Tags: Iraq | Promises | Release | Female | Prisoner | 'Dr. | Germ'

Iraq Promises to Release Female Prisoner 'Dr. Germ'

Wednesday, 22 September 2004 12:00 AM

Later Wednesday, authorities said a corpse was found with its decapitated head in a black plastic bag in western Baghdad. The identity was not immediately known, but its discovery came a day after the militants claimed in a Web posting to have killed the second kidnapped American, Jack Hensley.

Earlier, the Justice Ministry announced that Iraq and coalition officials had decided to release Rihab Rashid Taha on bail. Taha, a scientist who became known as "Dr. Germ" for helping Iraq make weapons out of anthrax, and Huda Salih Mahdi Ammash, a biotech researcher known as "Mrs. Anthrax," are the only two Iraqi women held in American custody, according to the U.S. military.

Lt. Col. Barry Johnson, a U.S. military spokesman, said he had no information about the release, announced by Justice Ministry spokesman Noori Abdul-Rahim Ibrahim. Johnson said a group of Iraqi male detainees had been previously scheduled to be released Wednesday from Abu Ghraib prison.

"There is an ongoing process that has been in place for some time to review the status of high-value detainees," he said. "All I can say is that this process continues."

Ibrahim said authorities were also considering whether to release Ammash, a former member of the Baath Party. "The release of Huda Salih Ammash is under study," he said.

The apparent decision came after Tawhid and Jihad, an al-Qaida-linked group led by Abu Musab al-Zarqawi, claimed Tuesday to have killed Hensley, saying U.S. forces had failed to meet their demands for the release of women prisoners. The claim could not be verified.

They warned that Kenneth Bigley, a British man taken with the two Americans a week ago, would be the next to die unless all Iraqi women are released from prison.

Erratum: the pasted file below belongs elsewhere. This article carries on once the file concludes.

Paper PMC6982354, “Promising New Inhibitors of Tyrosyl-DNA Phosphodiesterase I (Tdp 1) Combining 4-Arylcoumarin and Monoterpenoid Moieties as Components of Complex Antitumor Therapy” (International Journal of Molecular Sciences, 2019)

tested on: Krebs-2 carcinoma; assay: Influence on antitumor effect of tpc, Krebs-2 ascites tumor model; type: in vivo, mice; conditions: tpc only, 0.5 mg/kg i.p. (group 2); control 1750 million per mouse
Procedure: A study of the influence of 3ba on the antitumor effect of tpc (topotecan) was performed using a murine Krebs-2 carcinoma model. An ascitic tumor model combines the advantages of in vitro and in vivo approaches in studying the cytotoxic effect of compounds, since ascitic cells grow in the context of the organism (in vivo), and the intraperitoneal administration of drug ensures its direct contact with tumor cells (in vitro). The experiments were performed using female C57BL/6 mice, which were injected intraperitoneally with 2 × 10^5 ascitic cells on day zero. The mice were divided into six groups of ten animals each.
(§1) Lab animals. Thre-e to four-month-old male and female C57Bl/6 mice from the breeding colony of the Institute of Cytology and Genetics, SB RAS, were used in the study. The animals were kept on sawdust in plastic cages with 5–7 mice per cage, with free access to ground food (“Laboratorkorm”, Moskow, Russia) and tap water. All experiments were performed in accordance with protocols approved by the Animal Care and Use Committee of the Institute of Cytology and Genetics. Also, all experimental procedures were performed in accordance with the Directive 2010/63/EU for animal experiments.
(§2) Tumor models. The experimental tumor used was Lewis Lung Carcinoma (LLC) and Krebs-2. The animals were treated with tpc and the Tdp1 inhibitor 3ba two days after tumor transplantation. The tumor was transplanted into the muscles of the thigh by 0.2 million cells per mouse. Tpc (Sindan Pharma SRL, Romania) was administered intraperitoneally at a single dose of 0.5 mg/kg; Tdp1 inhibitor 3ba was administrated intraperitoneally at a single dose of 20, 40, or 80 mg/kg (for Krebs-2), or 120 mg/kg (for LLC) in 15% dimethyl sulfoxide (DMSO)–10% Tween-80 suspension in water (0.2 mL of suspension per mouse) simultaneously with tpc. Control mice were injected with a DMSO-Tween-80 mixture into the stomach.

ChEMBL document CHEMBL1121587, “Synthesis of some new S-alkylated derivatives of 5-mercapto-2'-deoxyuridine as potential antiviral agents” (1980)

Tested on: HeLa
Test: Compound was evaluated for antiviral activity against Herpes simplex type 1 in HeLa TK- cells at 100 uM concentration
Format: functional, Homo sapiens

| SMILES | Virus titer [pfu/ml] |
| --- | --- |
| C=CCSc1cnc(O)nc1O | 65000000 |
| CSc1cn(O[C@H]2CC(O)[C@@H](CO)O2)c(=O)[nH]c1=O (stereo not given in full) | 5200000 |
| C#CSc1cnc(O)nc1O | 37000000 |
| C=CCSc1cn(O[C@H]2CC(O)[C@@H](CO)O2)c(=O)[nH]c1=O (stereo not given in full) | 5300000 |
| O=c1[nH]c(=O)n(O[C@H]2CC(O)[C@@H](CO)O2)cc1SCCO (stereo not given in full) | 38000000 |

Ibrahim said there was no link between plans for Taha's release and the demands, though Bigley's brother Paul recorded a message Wednesday to the kidnappers, to be broadcast on Arabic-language TV station Al-Jazeera, urging them to release his brother in response to the expected release of one of the women prisoners.

"They need to see it on television. They need to see females walking free," he said. "Hopefully they will pick this up on the media and show that they have a gram of decency in them by releasing Ken."

Hensley and fellow American Eugene Armstrong were kidnapped Thursday with Bigley from a home that the three civil engineers shared in an upscale Baghdad neighborhood. Al-Zarqawi beheaded Armstrong, and the militants on Monday posted a gruesome video of the 52-year-old man's death.

The posting about Hensley's slaying came after the militants' 24-hour deadline for the release of all Iraqi women from prison expired and after anguished relatives in the United States and Britain begged for the lives of Bigley, 62, and Hensley, who would have marked his 49th birthday today.

"The nation's zealous sons slaughtered the second American hostage after the end of the deadline," the statement said. It was signed with the pseudonym Abu Maysara al-Iraqi, the name usually used on statements from al-Zarqawi's group. Claims on this Web site have proven to be accurate in the past.

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Later Wednesday, authorities said a corpse was found with its decapitated head in a black plastic bag in western Baghdad. The identity was not immediately known, but its discovery came a day after the militants claimed in a Web posting to have killed the second...
Iraq,Promises,Release,Female,Prisoner,'Dr.,Germ'
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2004-00-22
Wednesday, 22 September 2004 12:00 AM
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